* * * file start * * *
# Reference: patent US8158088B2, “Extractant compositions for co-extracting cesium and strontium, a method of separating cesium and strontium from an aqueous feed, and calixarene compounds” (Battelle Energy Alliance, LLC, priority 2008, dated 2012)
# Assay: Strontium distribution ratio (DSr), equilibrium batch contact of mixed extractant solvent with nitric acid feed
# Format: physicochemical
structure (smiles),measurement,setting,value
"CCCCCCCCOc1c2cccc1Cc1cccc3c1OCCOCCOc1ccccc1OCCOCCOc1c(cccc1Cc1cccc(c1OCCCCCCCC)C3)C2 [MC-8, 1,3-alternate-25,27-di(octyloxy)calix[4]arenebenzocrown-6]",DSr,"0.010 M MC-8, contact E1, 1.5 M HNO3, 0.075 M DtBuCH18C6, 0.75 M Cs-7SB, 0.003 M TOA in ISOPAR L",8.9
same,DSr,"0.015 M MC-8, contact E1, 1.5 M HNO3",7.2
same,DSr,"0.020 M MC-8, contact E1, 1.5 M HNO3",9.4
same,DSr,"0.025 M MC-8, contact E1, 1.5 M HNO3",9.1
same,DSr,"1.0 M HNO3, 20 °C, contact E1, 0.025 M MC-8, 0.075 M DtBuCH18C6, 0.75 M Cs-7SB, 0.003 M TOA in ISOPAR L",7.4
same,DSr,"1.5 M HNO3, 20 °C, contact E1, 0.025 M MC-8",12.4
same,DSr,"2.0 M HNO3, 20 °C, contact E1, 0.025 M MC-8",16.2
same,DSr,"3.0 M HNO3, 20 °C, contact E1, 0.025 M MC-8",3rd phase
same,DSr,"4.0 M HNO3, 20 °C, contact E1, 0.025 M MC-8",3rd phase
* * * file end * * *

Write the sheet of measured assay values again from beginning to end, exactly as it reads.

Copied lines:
# Reference: patent US8158088B2, “Extractant compositions for co-extracting cesium and strontium, a method of separating cesium and strontium from an aqueous feed, and calixarene compounds” (Battelle Energy Alliance, LLC, priority 2008, dated 2012)
# Assay: Strontium distribution ratio (DSr), equilibrium batch contact of mixed extractant solvent with nitric acid feed
# Format: physicochemical
structure (smiles),measurement,setting,value
"CCCCCCCCOc1c2cccc1Cc1cccc3c1OCCOCCOc1ccccc1OCCOCCOc1c(cccc1Cc1cccc(c1OCCCCCCCC)C3)C2 [MC-8, 1,3-alternate-25,27-di(octyloxy)calix[4]arenebenzocrown-6]",DSr,"0.010 M MC-8, contact E1, 1.5 M HNO3, 0.075 M DtBuCH18C6, 0.75 M Cs-7SB, 0.003 M TOA in ISOPAR L",8.9
same,DSr,"0.015 M MC-8, contact E1, 1.5 M HNO3",7.2
same,DSr,"0.020 M MC-8, contact E1, 1.5 M HNO3",9.4
same,DSr,"0.025 M MC-8, contact E1, 1.5 M HNO3",9.1
same,DSr,"1.0 M HNO3, 20 °C, contact E1, 0.025 M MC-8, 0.075 M DtBuCH18C6, 0.75 M Cs-7SB, 0.003 M TOA in ISOPAR L",7.4
same,DSr,"1.5 M HNO3, 20 °C, contact E1, 0.025 M MC-8",12.4
same,DSr,"2.0 M HNO3, 20 °C, contact E1, 0.025 M MC-8",16.2
same,DSr,"3.0 M HNO3, 20 °C, contact E1, 0.025 M MC-8",3rd phase
same,DSr,"4.0 M HNO3, 20 °C, contact E1, 0.025 M MC-8",3rd phase